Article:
By Yolanda Smith, BPharm
Tension headache is the most common type of headache, which presents as a constant ache on both sides of the head. Some individuals also note other symptoms, such as tightening of the neck muscles and increased pressure behind the eyes.
Almost everyone experiences a tension headache from time to time and they can affect individuals of any age. They are very common and it is estimated that up to half of all adults suffer from a tension headache at least once per month.
Although the cause of tension headaches is unknown, there are various triggers that are associated with their onset. These include:
- Stress and anxiety
- Straining of the eyes
- Poor posture
- Alcohol consumption
- Excessive smoking or withdrawal
- Excessive caffeine or withdrawal
- Skipping meals
- Sedentary activities
- Exposure to bright light
- Certain noises or smells
Tension headaches are considered to be primary headaches, as they are not caused by an underlying condition and occur in their own right.
Tension headache usually causes a bilateral mild to moderate aching pain in the head. It is often described as a feeling of a tight band around the head and may also lead to tightening of the neck muscles and higher pressure behind the eyes.
These symptoms of tension headache usually resolve within a few hours, but may last for several days in some cases. Although tension headaches may cause considerable inconvenience to the individual, they do not typically prevent people from carrying out daily activities.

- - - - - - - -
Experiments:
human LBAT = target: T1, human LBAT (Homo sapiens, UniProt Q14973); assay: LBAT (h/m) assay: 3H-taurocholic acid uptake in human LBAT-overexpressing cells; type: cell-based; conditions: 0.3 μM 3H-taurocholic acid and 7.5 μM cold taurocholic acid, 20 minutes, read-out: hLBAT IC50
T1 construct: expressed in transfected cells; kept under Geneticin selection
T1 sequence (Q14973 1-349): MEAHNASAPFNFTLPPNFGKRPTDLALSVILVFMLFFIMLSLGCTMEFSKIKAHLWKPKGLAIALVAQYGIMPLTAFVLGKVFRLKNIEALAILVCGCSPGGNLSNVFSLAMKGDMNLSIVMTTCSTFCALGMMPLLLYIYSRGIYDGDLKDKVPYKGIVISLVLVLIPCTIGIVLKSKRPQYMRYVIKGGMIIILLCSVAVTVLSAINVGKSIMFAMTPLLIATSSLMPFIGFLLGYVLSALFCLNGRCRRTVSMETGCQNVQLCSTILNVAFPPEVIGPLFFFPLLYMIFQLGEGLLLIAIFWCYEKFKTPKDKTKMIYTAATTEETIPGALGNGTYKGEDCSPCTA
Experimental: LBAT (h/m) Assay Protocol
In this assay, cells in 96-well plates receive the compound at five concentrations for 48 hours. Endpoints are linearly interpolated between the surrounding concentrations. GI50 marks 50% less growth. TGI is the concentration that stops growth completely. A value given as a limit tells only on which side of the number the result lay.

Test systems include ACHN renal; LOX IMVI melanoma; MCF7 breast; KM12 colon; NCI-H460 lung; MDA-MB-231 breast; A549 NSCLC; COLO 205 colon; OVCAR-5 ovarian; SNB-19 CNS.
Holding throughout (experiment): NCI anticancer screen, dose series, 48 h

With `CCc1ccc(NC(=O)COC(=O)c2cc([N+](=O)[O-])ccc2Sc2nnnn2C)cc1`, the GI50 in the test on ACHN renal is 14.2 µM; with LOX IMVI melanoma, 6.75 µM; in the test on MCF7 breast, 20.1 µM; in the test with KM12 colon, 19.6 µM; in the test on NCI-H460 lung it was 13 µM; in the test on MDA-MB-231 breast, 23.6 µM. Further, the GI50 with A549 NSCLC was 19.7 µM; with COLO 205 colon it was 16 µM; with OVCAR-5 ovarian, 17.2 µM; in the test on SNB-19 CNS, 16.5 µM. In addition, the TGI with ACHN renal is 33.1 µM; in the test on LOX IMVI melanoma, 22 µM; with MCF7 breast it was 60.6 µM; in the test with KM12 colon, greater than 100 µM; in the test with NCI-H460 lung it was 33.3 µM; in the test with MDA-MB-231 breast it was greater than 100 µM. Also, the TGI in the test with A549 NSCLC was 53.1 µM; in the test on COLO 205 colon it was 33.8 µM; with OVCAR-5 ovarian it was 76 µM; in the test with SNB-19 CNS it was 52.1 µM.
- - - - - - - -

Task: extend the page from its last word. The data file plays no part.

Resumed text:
Most people get a tension headache from time to time and simple treatment for the condition can usually be sought without a diagnosis from a general practitioner. However, individuals who suffer from frequent tension headaches that have a significant impact on their daily activities may require medical intervention to prevent or reduce the frequency of the headaches.
Diagnosis usually includes a consultation to discuss medical and family history, in addition to diet and lifestyle factors that may play a role in causing headache.
Diagnosis also helps to differentiate tension headache from other types of headache with an underlying cause that may require a specific treatment approach. Headaches with a sudden onset that are unlike previous headaches should be investigated further, particularly those following physical trauma to the head or those accompanied by symptoms such as weakness, numbness slurred speech or confusion.
Tension headaches can usually be managed with simple lifestyle changes or analgesic medications.
Lifestyle changes often include methods to relieve stress, such as yoga, massage or exercise. Avoidance of lifestyle triggers is also important to prevent the recurrence of tension headaches. Some individuals also find that alternative treatment methods can help to relieve pain, including massage or acupuncture.
Keeping a headache diary is often useful for individuals that get headaches often, as it helps to identify patterns and triggers that lead to the presentation of symptoms.
Analgesic medications such as paracetamol, ibuprofen or aspirin are often used to relieve pain caused be tension headache. However, it is important that these medications are not used in excess – more than three days a week – as persistent use can lead to the development of medication-overuse headache. Occasionally antidepressant medications such as amitriptyline may be recommended to prevent tension headaches.
Last Updated: Feb 3, 2016